As fine-chemical producers, custom manufacturers, and pharmaceutical companies gathered this week for Informex in Anaheim, California, one observation stands out: for all the inroads that biologic-based drugs have made, the pharmaceutical industry remains a small-molecule marketplace. Read more »
Biopharmaceutical companies are touting their huge investment in R&D, which has filled the drug pipeline with more potential first-in-class medicines, including orphan drugs, personalized medicines and new therapies based on novel scientific strategies. A report by the Analysis Group for the Pharmaceutical Research and Manufacturers of America (PhRMA) documents more than 5,000 new medicines in the pipeline globally, many for untreated diseases and life-threatening conditions. The promise is that this more robust pipeline will lead to more new critical therapies for patients. Read more »
A new year has started in the world of pharmaceutical manufacturing and technology, and 2013 looks to bring plenty of innovation. PharmTech’s January issue highlights what the pharma industry can expect in the upcoming year.
Look for a discussion with FDA on the changing scope of regulatory science and its effect on drug reviews, site inspections, and approvals as well as academia’s role in the future of pharmaceutical manufacturing. We will also have a look at the future of CMOs and ISPE’s view on the future of the quality laboratory.
We would also like to know what you think the new year will bring! Please leave your comments on what your company’s goals and innovative projects are for the new year, and be sure to let us know what you would like to see us cover in the year to come!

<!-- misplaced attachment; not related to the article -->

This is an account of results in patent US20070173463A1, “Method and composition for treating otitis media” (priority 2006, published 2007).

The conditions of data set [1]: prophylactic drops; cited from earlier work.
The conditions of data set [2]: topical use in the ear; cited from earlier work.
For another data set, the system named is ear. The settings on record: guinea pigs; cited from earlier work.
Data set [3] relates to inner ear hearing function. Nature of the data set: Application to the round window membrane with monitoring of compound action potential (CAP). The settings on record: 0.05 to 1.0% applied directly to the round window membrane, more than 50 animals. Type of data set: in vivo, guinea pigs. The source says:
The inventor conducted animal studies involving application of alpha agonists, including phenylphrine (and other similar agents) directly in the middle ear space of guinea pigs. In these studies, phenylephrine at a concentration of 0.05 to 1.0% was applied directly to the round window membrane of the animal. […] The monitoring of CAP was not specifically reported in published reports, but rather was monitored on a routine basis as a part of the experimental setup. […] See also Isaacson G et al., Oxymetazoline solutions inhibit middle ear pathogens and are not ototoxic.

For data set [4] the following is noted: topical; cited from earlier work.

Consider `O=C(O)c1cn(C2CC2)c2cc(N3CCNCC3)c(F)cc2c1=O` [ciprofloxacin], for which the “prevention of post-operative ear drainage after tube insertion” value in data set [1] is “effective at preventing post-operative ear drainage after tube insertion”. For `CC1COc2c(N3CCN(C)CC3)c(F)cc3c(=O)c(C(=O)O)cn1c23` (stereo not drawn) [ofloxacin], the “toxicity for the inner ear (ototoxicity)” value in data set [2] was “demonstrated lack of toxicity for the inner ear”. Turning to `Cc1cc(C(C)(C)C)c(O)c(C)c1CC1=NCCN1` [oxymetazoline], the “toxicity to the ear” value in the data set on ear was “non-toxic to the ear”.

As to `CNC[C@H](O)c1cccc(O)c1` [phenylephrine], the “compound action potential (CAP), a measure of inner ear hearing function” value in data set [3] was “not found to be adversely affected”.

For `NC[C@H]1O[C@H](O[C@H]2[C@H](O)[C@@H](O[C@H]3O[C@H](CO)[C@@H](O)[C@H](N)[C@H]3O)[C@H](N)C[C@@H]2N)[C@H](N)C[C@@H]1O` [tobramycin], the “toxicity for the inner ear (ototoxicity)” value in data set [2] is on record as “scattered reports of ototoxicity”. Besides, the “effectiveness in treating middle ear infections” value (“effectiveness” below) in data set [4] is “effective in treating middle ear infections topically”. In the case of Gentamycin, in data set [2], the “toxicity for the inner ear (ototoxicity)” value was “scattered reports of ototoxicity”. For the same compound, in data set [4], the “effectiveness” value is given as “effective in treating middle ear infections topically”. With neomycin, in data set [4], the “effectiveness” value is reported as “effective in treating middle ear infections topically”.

The Polymer Processing Institute (PPI), an independent, not-for-profit, research and development organization that is headquartered at the New Jersey Institute of Technology (NJIT), has expanded its mission of working with industry and government to advance the field of polymer processing to include generating and using fundamental knowledge related to incorporating APIs into polymer excipients through hot-melt extrusion. I recently visited with the PPI researchers and toured their facilities. Read more »
Research into hot melt extrusion (HME) as a solution to improve solubility continues to expand with a partnership between Encap Drug Delivery, a contract development and manufacturing organization in the UK, and the School of Pharmacy at the Queen’s University Belfast (QUB), announced in a press release this week. Read more »
An upcoming report on India’s pharmaceutical industry in PharmTech (check out the October 2012 issue) discusses India’s strict patent policies and got me thinking about the rights of intellectual property versus patients’ rights to needed medicines. PharmTech’s Asia correspondent, Jane Wan, reports that India has set a high bar for patent approval that Western drug manufacturers are finding frustrating.
Last week Human Genome Sciences (HGS) rejected GlaxoSmithKline’s (GSK) unsolicited $2.59 billion bid for HGS or $13 per share. Although rejecting GSK’s initial bid, HGS kept the door open for other suitors, including again GSK. Read more »
Amid one of the most divisive eras in our nation’s political history, one thing we can all pretty much agree on is the fact that our stalled economic engine needs a jumpstart. Read more »
Earlier this week I read a great article on Reuters about how pharma companies are looking to the automobile industry for innovation by transferring some of the lean methodologies learned in car manufacturing to pharmaceuticals. As a pharmaceutical journalist, I read a lot of news stories and articles about innovative new products, R&D projects and partnerships, and sometimes it’s too easy to let your eyes gloss over these as everyday business. Earlier this year though, the partnership between GlaxoSmithKline the McLaren Group really grabbed my attention. Pharma… and a racing-car maker? That’s definitely not an everyday occurrence. Or is it? Read more »
It’s getting harder for the pharmaceutical industry to ignore neglected diseases. The globalization of national economies and the rise in air travel are increasing the potential for exposure to these diseases, which previously had been limited to the developing world. “Now is the time to have this discussion,” Kishor M. Wasan, chair-elect of the American Association of Pharmaceutical Scientists’s Pharmaceuticals in Global Health Focus Group, told Pharmaceutical Technology earlier this month. Industry now seems to be getting the message. Read more »